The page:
The organization of Petroleum Exporting Countries (OPEC) has forecasts in a new report that global demand for its crude will rise in the next two years more slowly than expected amid shale drillers capturing much of the growth in oil demand in the coming years.
The group’s forecast as contained in its annual World Oil Outlook, is coming on the heels of a recovery in prices resulting from an OPEC-led supply cut, which according to it could stimulate renewed output growth from non-members with U.S. shale oil driving global production growth in the years to come.
The cartel however said that after years of booming U.S. production and flat output from OPEC, the tables would then turn its favour through the 2040s.
The forecast, released Tuesday, signals that OPEC believes its battle for oil-market share against U.S. shale will persist for years to come.
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The World Oil Outlook projects that global shale oil will peak in 2025, and OPEC’s output will then surge through 2040.
The American shale drillers have upended the energy industry as the U.S. shale revolution paved the way for a three-year oil price downturn that sent crude spiraling from more than $100 a barrel in 2014 to about $60 today. That has piled pressure on the oil-dependent economies of OPEC nations and forced a round of production cuts this year.
The forecast for oil demand looks stronger than it did last year, according to OPEC. The group’s prognosticators raised their projections for oil demand in 2022 by 2.2 million barrels a day in the new report.
The assumption for OPEC’s forecast is largely due to strong consumption in the developing world. It also expects demand to keep growing in developed countries until 2019, rather than peaking this year as earlier forecast.
OPEC now sees demand reaching 102.3 million barrels a day in 2022, up from 95.4 million barrels a day in 2016.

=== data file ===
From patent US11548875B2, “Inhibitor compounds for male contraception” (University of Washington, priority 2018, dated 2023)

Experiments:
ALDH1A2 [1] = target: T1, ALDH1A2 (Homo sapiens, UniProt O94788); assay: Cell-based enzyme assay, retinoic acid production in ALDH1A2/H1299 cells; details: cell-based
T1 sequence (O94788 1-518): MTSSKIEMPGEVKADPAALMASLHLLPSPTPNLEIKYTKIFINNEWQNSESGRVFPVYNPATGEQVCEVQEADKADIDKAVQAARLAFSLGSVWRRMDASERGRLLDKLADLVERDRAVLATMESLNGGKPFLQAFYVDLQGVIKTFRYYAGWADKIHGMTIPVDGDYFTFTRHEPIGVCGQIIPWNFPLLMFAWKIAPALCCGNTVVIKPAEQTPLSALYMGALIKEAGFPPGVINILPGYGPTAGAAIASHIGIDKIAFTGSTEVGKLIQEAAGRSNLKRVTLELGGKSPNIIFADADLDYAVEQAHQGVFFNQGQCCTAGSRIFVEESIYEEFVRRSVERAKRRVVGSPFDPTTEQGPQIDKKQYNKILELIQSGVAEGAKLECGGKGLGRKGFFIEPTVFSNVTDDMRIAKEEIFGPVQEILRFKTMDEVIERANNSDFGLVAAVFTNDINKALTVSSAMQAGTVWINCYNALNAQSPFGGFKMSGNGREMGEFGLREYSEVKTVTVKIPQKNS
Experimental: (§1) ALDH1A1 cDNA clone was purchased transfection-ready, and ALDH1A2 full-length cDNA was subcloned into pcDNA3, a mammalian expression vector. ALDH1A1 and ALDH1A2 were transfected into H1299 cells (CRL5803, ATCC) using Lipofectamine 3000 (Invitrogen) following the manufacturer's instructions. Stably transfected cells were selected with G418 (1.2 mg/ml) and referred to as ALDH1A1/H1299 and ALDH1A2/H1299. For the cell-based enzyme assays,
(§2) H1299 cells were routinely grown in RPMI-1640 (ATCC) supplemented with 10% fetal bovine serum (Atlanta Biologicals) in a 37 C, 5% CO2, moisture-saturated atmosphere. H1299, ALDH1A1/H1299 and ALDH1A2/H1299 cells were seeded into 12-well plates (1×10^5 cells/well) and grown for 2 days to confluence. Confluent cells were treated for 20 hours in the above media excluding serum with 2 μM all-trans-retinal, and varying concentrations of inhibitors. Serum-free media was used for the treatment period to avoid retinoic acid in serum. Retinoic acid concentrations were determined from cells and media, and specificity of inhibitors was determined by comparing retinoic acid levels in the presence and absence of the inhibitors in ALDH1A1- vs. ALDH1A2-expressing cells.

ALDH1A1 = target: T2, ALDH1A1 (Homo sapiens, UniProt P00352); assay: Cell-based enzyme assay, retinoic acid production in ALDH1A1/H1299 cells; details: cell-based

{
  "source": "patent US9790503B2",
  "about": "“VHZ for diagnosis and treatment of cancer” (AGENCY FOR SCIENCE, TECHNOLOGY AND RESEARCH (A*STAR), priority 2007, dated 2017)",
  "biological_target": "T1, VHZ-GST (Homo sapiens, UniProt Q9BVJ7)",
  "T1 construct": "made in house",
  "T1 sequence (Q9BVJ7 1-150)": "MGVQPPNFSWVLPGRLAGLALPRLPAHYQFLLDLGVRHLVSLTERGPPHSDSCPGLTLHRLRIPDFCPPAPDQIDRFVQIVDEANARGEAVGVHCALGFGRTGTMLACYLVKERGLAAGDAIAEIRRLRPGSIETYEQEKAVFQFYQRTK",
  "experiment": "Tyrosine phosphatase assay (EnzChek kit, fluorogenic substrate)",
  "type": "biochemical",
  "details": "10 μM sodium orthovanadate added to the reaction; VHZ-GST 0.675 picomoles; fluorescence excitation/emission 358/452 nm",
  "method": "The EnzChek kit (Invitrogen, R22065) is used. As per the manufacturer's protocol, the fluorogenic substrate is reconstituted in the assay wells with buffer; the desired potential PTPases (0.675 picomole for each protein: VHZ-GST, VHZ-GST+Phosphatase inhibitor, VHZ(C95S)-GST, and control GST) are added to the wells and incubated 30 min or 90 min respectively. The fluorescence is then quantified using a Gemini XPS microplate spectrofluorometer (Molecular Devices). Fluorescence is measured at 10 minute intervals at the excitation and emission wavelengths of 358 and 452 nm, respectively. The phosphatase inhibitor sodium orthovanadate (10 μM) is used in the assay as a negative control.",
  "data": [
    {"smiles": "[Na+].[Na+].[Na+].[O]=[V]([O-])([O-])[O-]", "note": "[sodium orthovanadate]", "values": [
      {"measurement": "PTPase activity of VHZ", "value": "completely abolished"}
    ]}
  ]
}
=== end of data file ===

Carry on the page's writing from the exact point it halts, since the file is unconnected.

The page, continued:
The United States will meet much of the world’s growing appetite, increasing its oil output by 3.8 million barrels a day through 2022, OPEC says. That will be equal to about 75 percent of all supply growth outside the 14-member OPEC, which provides about one-third of the world’s crude.
Much of that growth will come from U.S. shale fields, where drillers use advanced methods like hydraulic fracturing to coax oil and gas from shale rock formations.
However, OPEC sees the production of this so-called tight oil from the United States and elsewhere — including Canada, Russia, and Argentina — peaking in 2025. The output will boom in part because shale producers are focusing on drilling their best acreage, where they can extract oil and gas at relatively low cost. Shale wells initially produce a lot of oil, but their output declines rapidly.
“This growth is heavily front-loaded, as drillers seek out and aggressively produce barrels from sweet spots in the Permian and other basins,” OPEC said, referring to the epicenter of the U.S. drilling activity in Texas and New Mexico.
Around the same time that shale production peaks, years of weak growth from OPEC nations will come to an end, in the group’s view.
After stagnating at just more than 33 million barrels a day, OPEC’s output will raise sharply to 41.4 million barrels a day by 2040. In that case, OPEC’s share of the global market for crude oil and other liquids will grow from 40 percent last year to 46 percent in 2040.
“Thus, the long-term focus for additional liquids demand remains on OPEC,” the group said.
Oil demand will grow to 111.1 million barrels a day by 2040, but that growth will slow down as the years grind on, according to OPEC’s latest forecast.
By 2040, OPEC thinks oil and natural gas will still account for more than half of the world’s total power generation.